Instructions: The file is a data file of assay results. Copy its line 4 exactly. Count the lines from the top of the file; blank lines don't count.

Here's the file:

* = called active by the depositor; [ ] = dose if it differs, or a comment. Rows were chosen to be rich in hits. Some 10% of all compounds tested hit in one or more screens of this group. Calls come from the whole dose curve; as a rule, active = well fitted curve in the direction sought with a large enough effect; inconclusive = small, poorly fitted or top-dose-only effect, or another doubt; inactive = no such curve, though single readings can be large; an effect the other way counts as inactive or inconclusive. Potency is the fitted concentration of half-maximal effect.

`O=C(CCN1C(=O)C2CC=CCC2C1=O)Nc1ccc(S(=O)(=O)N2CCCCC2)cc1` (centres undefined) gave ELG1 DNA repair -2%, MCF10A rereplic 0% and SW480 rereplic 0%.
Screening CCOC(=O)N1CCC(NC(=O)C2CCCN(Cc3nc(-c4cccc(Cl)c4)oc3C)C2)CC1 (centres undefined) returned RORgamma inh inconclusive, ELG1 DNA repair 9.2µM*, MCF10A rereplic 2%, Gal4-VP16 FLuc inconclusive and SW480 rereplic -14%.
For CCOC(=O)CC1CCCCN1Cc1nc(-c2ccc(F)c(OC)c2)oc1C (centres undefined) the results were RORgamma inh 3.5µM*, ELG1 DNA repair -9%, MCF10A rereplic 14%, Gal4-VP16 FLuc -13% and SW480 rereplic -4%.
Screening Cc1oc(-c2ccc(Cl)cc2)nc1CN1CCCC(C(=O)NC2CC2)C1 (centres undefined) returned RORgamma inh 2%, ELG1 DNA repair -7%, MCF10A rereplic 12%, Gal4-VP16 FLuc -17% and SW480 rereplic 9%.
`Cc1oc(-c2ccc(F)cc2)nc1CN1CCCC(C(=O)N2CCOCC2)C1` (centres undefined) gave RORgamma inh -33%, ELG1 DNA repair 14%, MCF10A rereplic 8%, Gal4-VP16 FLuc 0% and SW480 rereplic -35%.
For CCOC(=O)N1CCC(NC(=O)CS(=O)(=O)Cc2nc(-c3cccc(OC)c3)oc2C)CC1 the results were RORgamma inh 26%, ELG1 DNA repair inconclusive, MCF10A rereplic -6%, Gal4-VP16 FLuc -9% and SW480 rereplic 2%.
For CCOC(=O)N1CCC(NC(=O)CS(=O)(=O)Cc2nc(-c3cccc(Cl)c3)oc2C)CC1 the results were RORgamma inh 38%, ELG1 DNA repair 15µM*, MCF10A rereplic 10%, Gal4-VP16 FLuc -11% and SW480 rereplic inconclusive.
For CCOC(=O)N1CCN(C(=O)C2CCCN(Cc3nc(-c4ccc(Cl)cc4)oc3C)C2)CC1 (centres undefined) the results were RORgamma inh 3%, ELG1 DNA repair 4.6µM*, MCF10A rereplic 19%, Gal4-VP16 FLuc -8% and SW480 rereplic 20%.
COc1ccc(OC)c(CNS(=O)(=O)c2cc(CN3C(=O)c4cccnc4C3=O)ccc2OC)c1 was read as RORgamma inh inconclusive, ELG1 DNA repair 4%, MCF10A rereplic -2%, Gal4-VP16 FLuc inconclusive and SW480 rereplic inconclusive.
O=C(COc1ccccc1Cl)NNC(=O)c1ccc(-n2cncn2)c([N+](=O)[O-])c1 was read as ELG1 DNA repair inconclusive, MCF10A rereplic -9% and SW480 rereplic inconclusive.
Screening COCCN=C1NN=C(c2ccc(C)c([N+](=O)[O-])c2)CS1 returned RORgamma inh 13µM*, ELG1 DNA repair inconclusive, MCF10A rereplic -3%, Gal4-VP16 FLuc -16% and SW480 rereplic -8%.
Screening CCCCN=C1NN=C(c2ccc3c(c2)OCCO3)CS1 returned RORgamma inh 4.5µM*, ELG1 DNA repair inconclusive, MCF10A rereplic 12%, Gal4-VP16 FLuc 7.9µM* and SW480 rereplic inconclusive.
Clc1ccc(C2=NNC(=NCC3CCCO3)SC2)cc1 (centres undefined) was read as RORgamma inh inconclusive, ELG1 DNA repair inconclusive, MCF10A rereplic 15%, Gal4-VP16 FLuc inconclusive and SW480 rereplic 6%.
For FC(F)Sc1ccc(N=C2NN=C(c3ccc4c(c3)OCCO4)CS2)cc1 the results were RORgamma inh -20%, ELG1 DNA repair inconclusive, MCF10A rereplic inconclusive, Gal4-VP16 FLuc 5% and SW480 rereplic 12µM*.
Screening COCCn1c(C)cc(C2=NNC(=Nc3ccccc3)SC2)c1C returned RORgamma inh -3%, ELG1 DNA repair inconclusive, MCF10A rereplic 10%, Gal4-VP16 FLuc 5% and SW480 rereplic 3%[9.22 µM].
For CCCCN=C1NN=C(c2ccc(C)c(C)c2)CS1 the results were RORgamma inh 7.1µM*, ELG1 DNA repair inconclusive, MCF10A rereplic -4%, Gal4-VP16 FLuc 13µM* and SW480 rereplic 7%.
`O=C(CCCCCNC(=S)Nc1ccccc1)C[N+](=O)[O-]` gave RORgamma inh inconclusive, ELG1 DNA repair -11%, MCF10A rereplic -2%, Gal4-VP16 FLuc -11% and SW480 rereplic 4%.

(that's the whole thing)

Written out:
For CCOC(=O)CC1CCCCN1Cc1nc(-c2ccc(F)c(OC)c2)oc1C (centres undefined) the results were RORgamma inh 3.5µM*, ELG1 DNA repair -9%, MCF10A rereplic 14%, Gal4-VP16 FLuc -13% and SW480 rereplic -4%.